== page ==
I am hearing the dressmaker in my head – “My lady, we only have enough tassel to either trim the front a lot, or both front and back a little!” M’lady – “Oh never mind the back, stick it all on the front!”
    I’m giving it an 8 – it has a Dickens character’s heightened, frenetic reality, and if the back of the dress was as bonkers as the front, I’d ave given it a 10.

  20. Buttercup says

    Yes to the colour but a big fat no to the sleeves and tassels. In fact this dress is a good lesson in how not to use tassels as embellishments. Hopefully the sequel to this dress does not involve vertical drapes . 5/10

  21. Bridget says

    I really like it. Although(to reference another reviewer) “I’m eccentric and I like really bright things” may as well be my motto.

    As soon as I saw it I figured people would be criticising it for having tassels, which modern taste has relegated to home furnishing. That and the(at least) three different types(and colors!) of lace, fringe and box pleated ruffle that trim the sleeves. Yeah, I can concede that this might be gilding the lily a bit, but dammit, I’m a Natural Form gal and tassels +4 other types of trim do not deter me!

    I really love the color scheme and the stripes. I’m just assuming the warmer purple of the photos on the headless mannequin are the real color scheme, because I like that one much better. Reminds me of candy. I find the 1840s-50s silhouette pleasing, and the details are really nice. How did this dress’s creator find tassel trim in the exact same colors as the stripes of the fabric? But I think my favorite thing about this dress is how good the stripes look in the diagonal cut bodice front. I love how the middle section of fabric between the two darts is mostly white in contrast with the purple around it. It just draws the eye in so nicely. The Victorians really knew how to make the most of striped fabrics, didn’t they? I feel like we moderns don’t take advantage of all the cool things you can do with stripes.

    10/10 Heck yes I’d wear it!

  22. IsobelAyres says

    I could maybe get behind it without the rows of fringe on the skirt, but I think it’s generally horrible with it. A pattern that strong, with so much ornamentation, is just stressful to look at. Nowhere for the eye to rest.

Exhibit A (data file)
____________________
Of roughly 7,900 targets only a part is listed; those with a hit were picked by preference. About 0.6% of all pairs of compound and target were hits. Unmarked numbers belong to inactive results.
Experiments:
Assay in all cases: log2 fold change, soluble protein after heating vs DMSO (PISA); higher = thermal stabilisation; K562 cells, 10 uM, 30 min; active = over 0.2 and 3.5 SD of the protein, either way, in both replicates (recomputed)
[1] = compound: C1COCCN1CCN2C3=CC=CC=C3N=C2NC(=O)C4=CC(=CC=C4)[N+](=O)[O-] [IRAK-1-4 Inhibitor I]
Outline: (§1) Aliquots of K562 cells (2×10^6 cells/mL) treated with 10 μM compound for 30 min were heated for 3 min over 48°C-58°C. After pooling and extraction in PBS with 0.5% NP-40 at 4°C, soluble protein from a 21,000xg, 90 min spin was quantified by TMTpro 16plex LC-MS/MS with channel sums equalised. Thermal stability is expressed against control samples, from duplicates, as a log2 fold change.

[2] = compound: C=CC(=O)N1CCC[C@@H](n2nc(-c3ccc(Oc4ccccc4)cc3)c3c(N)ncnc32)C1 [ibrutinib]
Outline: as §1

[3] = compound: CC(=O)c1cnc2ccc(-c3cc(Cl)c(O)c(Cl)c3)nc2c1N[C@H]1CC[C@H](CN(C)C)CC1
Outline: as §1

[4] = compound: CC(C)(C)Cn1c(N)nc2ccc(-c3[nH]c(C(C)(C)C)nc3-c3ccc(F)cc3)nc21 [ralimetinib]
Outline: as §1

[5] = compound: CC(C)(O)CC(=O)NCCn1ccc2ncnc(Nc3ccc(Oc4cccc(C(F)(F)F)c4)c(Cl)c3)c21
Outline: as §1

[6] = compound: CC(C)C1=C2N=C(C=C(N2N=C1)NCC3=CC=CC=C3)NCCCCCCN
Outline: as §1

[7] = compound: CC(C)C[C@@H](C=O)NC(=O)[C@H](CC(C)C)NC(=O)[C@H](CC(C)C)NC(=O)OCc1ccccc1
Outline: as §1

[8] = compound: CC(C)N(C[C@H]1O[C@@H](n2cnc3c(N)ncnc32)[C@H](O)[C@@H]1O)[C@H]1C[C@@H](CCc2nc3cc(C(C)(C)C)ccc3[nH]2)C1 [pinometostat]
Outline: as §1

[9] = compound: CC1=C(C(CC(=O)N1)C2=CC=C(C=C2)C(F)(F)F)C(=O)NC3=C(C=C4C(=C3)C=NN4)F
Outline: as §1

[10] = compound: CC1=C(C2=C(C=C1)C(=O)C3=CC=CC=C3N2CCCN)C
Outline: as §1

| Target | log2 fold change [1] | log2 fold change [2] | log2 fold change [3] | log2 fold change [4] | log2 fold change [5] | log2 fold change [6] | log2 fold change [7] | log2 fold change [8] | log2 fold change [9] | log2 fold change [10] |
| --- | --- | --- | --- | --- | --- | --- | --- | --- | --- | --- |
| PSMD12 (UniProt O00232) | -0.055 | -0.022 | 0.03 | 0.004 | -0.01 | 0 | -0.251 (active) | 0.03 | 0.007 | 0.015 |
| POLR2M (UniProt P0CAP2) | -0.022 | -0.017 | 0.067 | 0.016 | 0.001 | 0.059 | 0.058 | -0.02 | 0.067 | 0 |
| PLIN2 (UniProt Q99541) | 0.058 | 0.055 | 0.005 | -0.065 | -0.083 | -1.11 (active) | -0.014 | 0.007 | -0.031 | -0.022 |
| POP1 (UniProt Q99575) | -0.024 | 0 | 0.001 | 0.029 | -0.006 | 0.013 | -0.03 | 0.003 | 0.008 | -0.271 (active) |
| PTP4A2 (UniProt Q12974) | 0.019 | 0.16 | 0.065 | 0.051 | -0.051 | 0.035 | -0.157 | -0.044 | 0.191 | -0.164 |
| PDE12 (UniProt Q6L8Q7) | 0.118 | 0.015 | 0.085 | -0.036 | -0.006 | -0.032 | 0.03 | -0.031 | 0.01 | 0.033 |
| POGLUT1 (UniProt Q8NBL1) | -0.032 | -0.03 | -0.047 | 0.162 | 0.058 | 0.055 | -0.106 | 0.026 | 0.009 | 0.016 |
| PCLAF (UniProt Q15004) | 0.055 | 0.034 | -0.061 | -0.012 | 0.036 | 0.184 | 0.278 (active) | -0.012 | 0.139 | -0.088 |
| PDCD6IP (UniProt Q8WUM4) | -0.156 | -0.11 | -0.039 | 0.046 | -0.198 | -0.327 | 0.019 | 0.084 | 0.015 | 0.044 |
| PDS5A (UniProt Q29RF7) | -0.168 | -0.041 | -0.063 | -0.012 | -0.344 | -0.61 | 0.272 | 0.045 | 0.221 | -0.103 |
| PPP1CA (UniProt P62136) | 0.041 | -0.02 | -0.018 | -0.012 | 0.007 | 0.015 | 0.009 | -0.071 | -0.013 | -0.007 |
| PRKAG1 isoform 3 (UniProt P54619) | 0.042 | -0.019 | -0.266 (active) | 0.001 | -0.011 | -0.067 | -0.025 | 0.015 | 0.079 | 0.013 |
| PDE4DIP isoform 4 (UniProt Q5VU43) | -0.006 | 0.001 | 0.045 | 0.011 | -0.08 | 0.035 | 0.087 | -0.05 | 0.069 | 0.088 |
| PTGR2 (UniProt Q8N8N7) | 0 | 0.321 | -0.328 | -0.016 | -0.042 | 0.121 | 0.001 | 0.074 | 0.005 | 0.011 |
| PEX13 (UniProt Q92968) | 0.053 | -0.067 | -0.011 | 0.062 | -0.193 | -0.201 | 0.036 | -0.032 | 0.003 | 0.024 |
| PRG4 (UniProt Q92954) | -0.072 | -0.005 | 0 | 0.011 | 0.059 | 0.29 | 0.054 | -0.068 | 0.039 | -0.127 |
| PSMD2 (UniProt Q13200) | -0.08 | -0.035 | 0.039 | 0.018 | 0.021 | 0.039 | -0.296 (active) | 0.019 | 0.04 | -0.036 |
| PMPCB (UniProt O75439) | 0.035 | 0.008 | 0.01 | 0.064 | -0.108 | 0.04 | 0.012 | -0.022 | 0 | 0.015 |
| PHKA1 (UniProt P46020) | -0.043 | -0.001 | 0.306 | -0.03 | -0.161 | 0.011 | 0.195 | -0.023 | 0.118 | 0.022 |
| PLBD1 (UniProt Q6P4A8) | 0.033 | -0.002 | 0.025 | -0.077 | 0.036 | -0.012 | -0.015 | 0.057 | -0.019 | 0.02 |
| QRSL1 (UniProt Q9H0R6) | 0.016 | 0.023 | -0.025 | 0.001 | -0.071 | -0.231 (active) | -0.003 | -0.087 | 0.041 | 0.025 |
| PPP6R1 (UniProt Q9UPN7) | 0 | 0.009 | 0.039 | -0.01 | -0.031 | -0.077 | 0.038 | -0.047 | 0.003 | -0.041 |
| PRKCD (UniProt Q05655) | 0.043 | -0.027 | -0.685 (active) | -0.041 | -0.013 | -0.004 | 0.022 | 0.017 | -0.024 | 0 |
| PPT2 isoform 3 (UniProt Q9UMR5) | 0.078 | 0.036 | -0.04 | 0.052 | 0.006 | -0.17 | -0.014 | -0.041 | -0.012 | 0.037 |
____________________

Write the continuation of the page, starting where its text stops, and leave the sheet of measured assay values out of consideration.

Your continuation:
23. Elizabeth says

    Like the fabric, but oh, those sleeves! If the tassel ladder, and half the lace on the sleeves went I’d start to really like it. And if the collar/bertha went across the back the way I expected it to it’d be perfect.
    5/10 (mostly because of the sleeves)

  24. Pal says

    I love it!
    Like others, it must be the eccentric in me.
    I also just made a pair of really out there shorts that make me think of a gypsy circus tent due to the fabric choice (size too but I am choosing to ignore that part!)
    They makes my teenage daughter cringe.
    I love the tassels!
    At first, I wasn’t sure about the skirt tassels but I love the idea of swaying as one walks.
    BTW: I don’t think it was a “choice” to use the imbalanced stripes on the back until after it was cut and the dressmaker started to assemble and then discovered her “choice”

  25. Magdalena says

    The actual dress I really love (and for some reason, I like the stripes too, when I thought at first I would hate them!) but the tassels along the front just seem disjointed to me. (And not very practical!) So the rating ends up being:


  26. Rachel says

    For me, the stripes are a good choice, though they do make the dress look a bit like an after-dinner peppermint done in purple. The way the angular shapes follow the lines of the dress and become soft and flowing is very attractive. The proportions of the bertha as well as the overall shapes of the sleeves and skirt feel well balanced.

    But the embellishments don’t work for me at all. I quite like overinvolved fussy sleeves, but here the layers create a very jumbled impression, and I think they would have done so even when the dress was new and fresh.

    But the real problem for me is the tassels. There are so many of them! And so little! And they don’t work with the stripes. I can imagine this dress in movement, perhaps on a day with a bit of a breeze, and it turns into a lavender chaos of tiny moving parts. Almost as if the dress itself were crawling.

    For me, the dress feels overbearing, off-putting, and a bit sickly-sweet.


  27. Kelley Christopher-Gaston says

    The fringe on the front has got to go. I do like the dress other than that. 8/10

  28. Lisa W says

    How many antimacassars were killed for this dress??!! Fabric is rather glorious but those tassels… 6/10

  29. Erin English says

    Oh wow. I really don’t like this dress. The only thing I can say I like about it is the use of the stripes. The designer/dressmaker was extremely meticulous and clever in using them to accentuate the lines of the dress. So credit definitely goes there. And I actually like the asymmetry on the back.

    But otherwise I really dislike it. The parallel tassels in front really bother me. I don’t think we need more lines in this dress that already has a ton of lines–and perpendicular!? I also hate that the lines of tassels are different lengths and trying to look like a robe when there isn’t one. Nope nope nope.


  30. Nicole B. says